To: Center for Tobacco Products,
Food and Drug Administration
From: The American Council on Science and Health
Elizabeth M. Whelan, President
Gilbert Ross, Executive Director and Medical Director
Re: Electronic cigarettes
The American Council on Science and Health (ACSH), a consumer education and advocacy nonprofit devoted throughout our 34-year history to the promotion of sound science in public health policy, urges the FDA to reconsider their current, hyper-precautionary position on electronic cigarettes. The truth is, e-cigarettes have the potential to help the 20 percent of Americans who remain addicted to smoking.
The FDA website states that “e-cigarettes may contain ingredients that are known to be toxic to humans, and may contain ingredients that may not be safe.” Our question, however, is: safe compared to what? Those smokers who turn to e-cigarettes are already deeply addicted to smoking tobacco cigarettes. Ideally, e-cigarettes ease the transition from smoking to being tobacco- and nicotine-free. However, even former smokers who substitute e-cigarettes for their tobacco cigarettes make a choice that is far more beneficial to their health than continuing to smoke. While the FDA cautions that e-cigarettes may contain ingredients that are unsafe, we point out that tobacco cigarettes undeniably contain ingredients that are not safe. For someone who is strongly addicted to nicotine, that difference is crucial.
We at ACSH are in favor of truthfully communicating with smokers about the benefits of a harm reduction approach and promoting this as a new paradigm to deal with the unacceptable toll of smoking. The methodologies comprising tobacco harm reduction (THR) have significant potential benefits in terms of reducing the serious toll of cigarette smoking; these methodologies supply addicted smokers with the substance they crave — nicotine — but at a much reduced cost in terms of adverse health effects. While we are in full agreement that no form of tobacco use is entirely “safe” (i.e., without an increased risk of adverse health effects), and that therefore all tobacco use should be discouraged, it is still necessary to acknowledge that there are 46 million addicted adult smokers in our nation. The problem remains that, while almost three-quarters wish to quit, and almost one-half do indeed attempt to quit each year, well under ten percent succeed. One reason for this abysmal “success” rate is that the methods approved by the FDA (including the nicotine patch, gum, inhalers, and pharmaceuticals such as Zyban and Chantix) and promoted by the official public health authorities and the large nonprofits, are simply not helpful to the majority of those who try them.
E-cigarettes do help people quit. The increasing evidence from anecdotal reports and clinical studies shows that addicted smokers are significantly more likely to quit cigarettes when they are aided by e-cigarettes as opposed to those cessation products approved by the FDA. Furthermore, the FDA’s warning that the chemicals in e-cigarette vapor may be “unsafe” or “toxic” is not backed by evidence that trace amounts actually cause any harm; in fact, similar traces of these same “carcinogens” have been detected in other FDA-approved cessation products such as nicotine patches and gum. The difference seems to be that e-cigarettes actually succeed in getting people to quit smoking.
A product that can end a smoker’s exposure to the carcinogenic products in tobacco smoke is not one that can be dismissed lightly. It should not be rejected based upon ideology or unscientific extrapolation and insinuation. This is why, instead of warning the public about unlikely risks associated with e-cigarettes, the FDA should also consider their benefits: taking steps that encourage further study and better regulation of these products will be more advantageous to everyone involved. At the very least, the FDA’s position should be expectant, neutral, rather than dismissive.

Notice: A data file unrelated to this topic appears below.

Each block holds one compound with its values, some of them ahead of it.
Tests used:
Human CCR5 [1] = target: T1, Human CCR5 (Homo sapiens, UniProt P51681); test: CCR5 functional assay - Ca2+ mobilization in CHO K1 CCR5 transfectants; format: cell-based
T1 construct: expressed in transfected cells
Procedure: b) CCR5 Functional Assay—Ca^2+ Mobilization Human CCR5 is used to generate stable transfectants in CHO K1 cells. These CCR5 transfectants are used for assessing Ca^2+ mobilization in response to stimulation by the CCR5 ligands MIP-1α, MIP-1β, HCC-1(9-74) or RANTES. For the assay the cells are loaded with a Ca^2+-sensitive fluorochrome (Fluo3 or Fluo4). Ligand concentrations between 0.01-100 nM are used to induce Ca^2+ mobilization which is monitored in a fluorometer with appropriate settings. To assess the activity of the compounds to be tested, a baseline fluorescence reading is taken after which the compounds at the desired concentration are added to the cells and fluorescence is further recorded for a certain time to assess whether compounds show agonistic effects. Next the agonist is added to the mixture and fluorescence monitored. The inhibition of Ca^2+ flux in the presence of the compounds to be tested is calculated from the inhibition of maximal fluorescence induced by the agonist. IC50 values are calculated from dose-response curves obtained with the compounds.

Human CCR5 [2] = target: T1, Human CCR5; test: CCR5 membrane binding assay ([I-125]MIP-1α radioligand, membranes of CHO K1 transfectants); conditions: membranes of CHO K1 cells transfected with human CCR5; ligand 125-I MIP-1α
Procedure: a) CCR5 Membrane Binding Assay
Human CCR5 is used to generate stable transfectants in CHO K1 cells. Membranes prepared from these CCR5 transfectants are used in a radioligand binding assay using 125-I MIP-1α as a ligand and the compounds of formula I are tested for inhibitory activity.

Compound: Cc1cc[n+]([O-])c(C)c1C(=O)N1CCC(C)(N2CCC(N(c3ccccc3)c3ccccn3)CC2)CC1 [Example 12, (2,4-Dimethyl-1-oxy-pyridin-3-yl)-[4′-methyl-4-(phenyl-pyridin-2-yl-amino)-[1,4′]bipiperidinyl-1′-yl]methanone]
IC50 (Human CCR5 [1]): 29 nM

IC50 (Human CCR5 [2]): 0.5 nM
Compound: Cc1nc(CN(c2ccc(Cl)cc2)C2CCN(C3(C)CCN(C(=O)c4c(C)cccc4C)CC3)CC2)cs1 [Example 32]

We at ACSH firmly believe that the more comprehensive the investigation, the more likely it is that reasonable people will come to understand that the official policies of adhering to a current attitude of “quit or die” does little to affect the continued toll of over 400,000 smoking-related deaths each year. This is no longer an acceptable position from a public health perspective, which is why we ask you to reconsider your negative stance toward e-cigarettes.
Thank you for your consideration.
Elizabeth M. Whelan, Sc.D., M.P.H.
President, The American Council on Science and Health
Gilbert Ross, M.D.
Medical Director, Executive Director, The American Council on Science and Health
Nigel Bark, M.D.
Albert Einstein College of Medicine
Sir Colin Berry, D.Sc., Ph.D., M.D., M.B, FRCPath
Professor of Morbid Anatomy and Histopathology
Director, Institute of Pathology, Royal London Hospital
Emil William Chynn, MD, FACS, MBA
Attending Surgeon and Resident Instructor
New York Eye & Ear Infirmary
Laura C. Green, Ph.D., D.A.B.T.
Senior Scientist and President
Cambridge Environmental Inc
Clark W. Heath, JR., M.D.
Vice President Emeritus
Epidemiology and Surveillance Research
American Cancer Society
James D. Herbert, Ph.D.
Professor of Psychology
Associate Dean, College of Arts & Sciences
William M. London, Ed.D., M.P.H.
Professor, Department of Public Health
California State University, Los Angeles
Albert G. Nickel
Bill D. Roebuck, Ph.D.
Professor of Toxicology
Department of Pharmacology and Toxicology
The Geisel School of Medicine at Dartmouth
Marvin J. Schissel, D.D.S.
David E. Seidemann, Ph.D.
Professor of Geology
Department of Geology
Brooklyn College, CUNY
Michael Siegel, MD, MPH
Department of Community Health Sciences
Boston University School of Public Health
 Polosa, R. et al. (2011). “Effect of an electronic nicotine delivery device (e-Cigarette) on smoking reduction and cessation: a prospective 6-month pilot study.” BMC Public Health. 11: 786